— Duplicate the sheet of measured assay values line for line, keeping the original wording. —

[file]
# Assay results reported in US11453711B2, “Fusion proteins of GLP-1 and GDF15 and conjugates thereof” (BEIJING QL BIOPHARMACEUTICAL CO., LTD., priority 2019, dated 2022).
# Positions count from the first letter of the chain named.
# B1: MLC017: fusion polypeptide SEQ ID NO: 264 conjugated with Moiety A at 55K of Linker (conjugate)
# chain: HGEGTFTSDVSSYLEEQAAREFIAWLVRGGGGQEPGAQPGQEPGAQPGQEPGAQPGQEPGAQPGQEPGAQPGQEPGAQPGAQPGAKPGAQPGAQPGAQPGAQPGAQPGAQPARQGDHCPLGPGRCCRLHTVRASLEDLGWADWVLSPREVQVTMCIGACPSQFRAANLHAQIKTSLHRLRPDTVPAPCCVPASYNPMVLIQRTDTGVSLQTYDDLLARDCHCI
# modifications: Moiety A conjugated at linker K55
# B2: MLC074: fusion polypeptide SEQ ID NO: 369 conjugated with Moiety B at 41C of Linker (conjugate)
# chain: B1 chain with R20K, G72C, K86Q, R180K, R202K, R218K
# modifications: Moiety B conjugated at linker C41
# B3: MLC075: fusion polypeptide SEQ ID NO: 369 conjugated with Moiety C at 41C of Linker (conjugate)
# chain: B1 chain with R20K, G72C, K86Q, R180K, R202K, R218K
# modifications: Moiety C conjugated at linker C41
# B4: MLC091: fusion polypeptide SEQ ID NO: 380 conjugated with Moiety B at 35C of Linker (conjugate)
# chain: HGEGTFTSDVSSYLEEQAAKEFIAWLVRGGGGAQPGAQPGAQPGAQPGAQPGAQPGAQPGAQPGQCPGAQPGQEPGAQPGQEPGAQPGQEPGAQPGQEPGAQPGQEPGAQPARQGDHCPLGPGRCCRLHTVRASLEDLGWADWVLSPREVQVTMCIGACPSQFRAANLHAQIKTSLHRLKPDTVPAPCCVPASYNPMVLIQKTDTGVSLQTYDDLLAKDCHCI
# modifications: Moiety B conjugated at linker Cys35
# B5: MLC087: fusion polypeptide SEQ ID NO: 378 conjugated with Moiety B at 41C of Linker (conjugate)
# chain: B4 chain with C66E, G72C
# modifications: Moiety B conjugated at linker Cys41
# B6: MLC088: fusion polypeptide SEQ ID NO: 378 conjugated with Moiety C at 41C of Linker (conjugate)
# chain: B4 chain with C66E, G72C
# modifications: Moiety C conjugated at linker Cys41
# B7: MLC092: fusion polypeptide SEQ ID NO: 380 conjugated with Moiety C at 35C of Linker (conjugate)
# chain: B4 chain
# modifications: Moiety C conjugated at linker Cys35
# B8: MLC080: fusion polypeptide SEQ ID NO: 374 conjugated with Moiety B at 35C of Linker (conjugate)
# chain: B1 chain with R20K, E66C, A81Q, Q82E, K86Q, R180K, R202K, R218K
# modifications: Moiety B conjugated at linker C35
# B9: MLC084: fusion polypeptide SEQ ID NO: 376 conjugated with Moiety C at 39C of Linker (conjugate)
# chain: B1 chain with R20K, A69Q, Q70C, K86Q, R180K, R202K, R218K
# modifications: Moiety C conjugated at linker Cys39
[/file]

# Assay results reported in US11453711B2, “Fusion proteins of GLP-1 and GDF15 and conjugates thereof” (BEIJING QL BIOPHARMACEUTICAL CO., LTD., priority 2019, dated 2022).
# Positions count from the first letter of the chain named.
# B1: MLC017: fusion polypeptide SEQ ID NO: 264 conjugated with Moiety A at 55K of Linker (conjugate)
# chain: HGEGTFTSDVSSYLEEQAAREFIAWLVRGGGGQEPGAQPGQEPGAQPGQEPGAQPGQEPGAQPGQEPGAQPGQEPGAQPGAQPGAKPGAQPGAQPGAQPGAQPGAQPGAQPARQGDHCPLGPGRCCRLHTVRASLEDLGWADWVLSPREVQVTMCIGACPSQFRAANLHAQIKTSLHRLRPDTVPAPCCVPASYNPMVLIQRTDTGVSLQTYDDLLARDCHCI
# modifications: Moiety A conjugated at linker K55
# B2: MLC074: fusion polypeptide SEQ ID NO: 369 conjugated with Moiety B at 41C of Linker (conjugate)
# chain: B1 chain with R20K, G72C, K86Q, R180K, R202K, R218K
# modifications: Moiety B conjugated at linker C41
# B3: MLC075: fusion polypeptide SEQ ID NO: 369 conjugated with Moiety C at 41C of Linker (conjugate)
# chain: B1 chain with R20K, G72C, K86Q, R180K, R202K, R218K
# modifications: Moiety C conjugated at linker C41
# B4: MLC091: fusion polypeptide SEQ ID NO: 380 conjugated with Moiety B at 35C of Linker (conjugate)
# chain: HGEGTFTSDVSSYLEEQAAKEFIAWLVRGGGGAQPGAQPGAQPGAQPGAQPGAQPGAQPGAQPGQCPGAQPGQEPGAQPGQEPGAQPGQEPGAQPGQEPGAQPGQEPGAQPARQGDHCPLGPGRCCRLHTVRASLEDLGWADWVLSPREVQVTMCIGACPSQFRAANLHAQIKTSLHRLKPDTVPAPCCVPASYNPMVLIQKTDTGVSLQTYDDLLAKDCHCI
# modifications: Moiety B conjugated at linker Cys35
# B5: MLC087: fusion polypeptide SEQ ID NO: 378 conjugated with Moiety B at 41C of Linker (conjugate)
# chain: B4 chain with C66E, G72C
# modifications: Moiety B conjugated at linker Cys41
# B6: MLC088: fusion polypeptide SEQ ID NO: 378 conjugated with Moiety C at 41C of Linker (conjugate)
# chain: B4 chain with C66E, G72C
# modifications: Moiety C conjugated at linker Cys41
# B7: MLC092: fusion polypeptide SEQ ID NO: 380 conjugated with Moiety C at 35C of Linker (conjugate)
# chain: B4 chain
# modifications: Moiety C conjugated at linker Cys35
# B8: MLC080: fusion polypeptide SEQ ID NO: 374 conjugated with Moiety B at 35C of Linker (conjugate)
# chain: B1 chain with R20K, E66C, A81Q, Q82E, K86Q, R180K, R202K, R218K
# modifications: Moiety B conjugated at linker C35
# B9: MLC084: fusion polypeptide SEQ ID NO: 376 conjugated with Moiety C at 39C of Linker (conjugate)
# chain: B1 chain with R20K, A69Q, Q70C, K86Q, R180K, R202K, R218K
# modifications: Moiety C conjugated at linker Cys39